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ACT Research: Used Class 8 Sales Volumes and Prices Rose YTD in July

August 26, 2021, 07:05 AM
Filed Under: Trucking

According to the latest release of the State of the Industry: U.S. Classes 3-8 Used Trucks, published by ACT Research, used Class 8 volumes (same dealer sales) were 4 percent lower month-over-month. Longer term, volumes were down 18 percent year over year, but up 13 percent year to date. Average prices were 3 percent less compared to June, but 46 percent more expensive than in July of 2020, while average miles were 5 percent higher month/month and unchanged year/year. Average age was up 3 percent from June, but down 1 percent compared to July of 2020.

“Used Class 8 same dealer sales volumes continued to fight an uphill battle in July, slipping 4 percent compared to June. Historically, sales in June and July are pretty similar, so the decline was a little bigger than expected,” said Steve Tam, Vice President at ACT Research. “At the heart of the issue is used truck inventory, which continues to lose traction. Underscoring the point, sales were also down year over year. On a positive note, they remained in positive territory year-to-date, albeit at a declining margin.”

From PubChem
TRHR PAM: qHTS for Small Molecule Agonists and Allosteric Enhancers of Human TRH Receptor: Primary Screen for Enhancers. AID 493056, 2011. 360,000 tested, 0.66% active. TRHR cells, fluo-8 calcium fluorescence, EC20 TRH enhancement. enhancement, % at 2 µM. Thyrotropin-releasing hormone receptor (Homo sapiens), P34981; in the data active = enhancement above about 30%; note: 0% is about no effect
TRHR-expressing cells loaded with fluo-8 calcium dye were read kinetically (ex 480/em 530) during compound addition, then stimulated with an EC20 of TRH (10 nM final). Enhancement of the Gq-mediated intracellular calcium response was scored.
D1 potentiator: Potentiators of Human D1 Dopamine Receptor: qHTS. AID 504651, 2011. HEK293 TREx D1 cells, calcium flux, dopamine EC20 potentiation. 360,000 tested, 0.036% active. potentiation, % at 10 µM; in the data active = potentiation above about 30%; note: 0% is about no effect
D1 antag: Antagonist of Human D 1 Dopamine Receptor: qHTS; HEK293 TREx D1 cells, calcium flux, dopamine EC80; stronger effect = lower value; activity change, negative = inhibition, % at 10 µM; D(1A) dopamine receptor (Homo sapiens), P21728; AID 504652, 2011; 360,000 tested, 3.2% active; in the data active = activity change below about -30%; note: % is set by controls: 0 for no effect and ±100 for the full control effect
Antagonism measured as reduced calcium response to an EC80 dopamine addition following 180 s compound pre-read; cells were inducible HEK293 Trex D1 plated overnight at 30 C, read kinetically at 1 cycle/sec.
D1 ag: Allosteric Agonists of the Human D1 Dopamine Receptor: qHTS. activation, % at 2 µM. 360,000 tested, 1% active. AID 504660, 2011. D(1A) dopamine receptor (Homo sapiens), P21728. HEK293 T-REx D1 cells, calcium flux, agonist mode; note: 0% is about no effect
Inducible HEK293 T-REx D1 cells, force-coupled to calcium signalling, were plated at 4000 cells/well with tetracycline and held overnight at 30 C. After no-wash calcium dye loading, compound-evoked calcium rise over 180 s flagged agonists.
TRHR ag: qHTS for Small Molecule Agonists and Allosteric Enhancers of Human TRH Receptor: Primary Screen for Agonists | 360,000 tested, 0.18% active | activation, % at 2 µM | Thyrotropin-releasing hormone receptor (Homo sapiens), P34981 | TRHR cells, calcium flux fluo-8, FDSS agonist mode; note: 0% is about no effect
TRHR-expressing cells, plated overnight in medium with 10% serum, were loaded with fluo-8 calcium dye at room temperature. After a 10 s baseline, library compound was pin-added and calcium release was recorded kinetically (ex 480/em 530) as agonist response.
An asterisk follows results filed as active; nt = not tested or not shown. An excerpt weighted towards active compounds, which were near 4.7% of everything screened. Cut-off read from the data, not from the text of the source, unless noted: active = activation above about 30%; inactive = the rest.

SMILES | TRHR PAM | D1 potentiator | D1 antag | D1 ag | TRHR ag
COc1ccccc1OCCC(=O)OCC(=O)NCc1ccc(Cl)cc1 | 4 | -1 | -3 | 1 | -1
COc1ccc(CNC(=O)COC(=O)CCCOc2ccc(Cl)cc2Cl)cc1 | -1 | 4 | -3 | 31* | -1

Looking at the different sales channels for used Class 8 vehicles, Tam commented, “Channel results were also mixed, with the wholesale and retail segments in decline in the near term. All three outlets saw lower volumes compared to July 2020. Through the first seven months of the year, both the auction and wholesale markets are still in decline.”

He added, “Industry participants, particularly dealers, are beginning to express concerns about the protracted, strong cycle and asking when prices will start to decline. While we do no formally forecast used truck prices, we believe that pricing will remain robust, that is, higher year over year, into Q2’22.” Tam concluded, “Perhaps more salient is that we view the catalyst for change as an orderly attainment of equilibrium between supply and demand, rather than a flood of inventory that could collapse the market. It is also important to keep in mind that when prices do start to decline, it will be from record high levels.”

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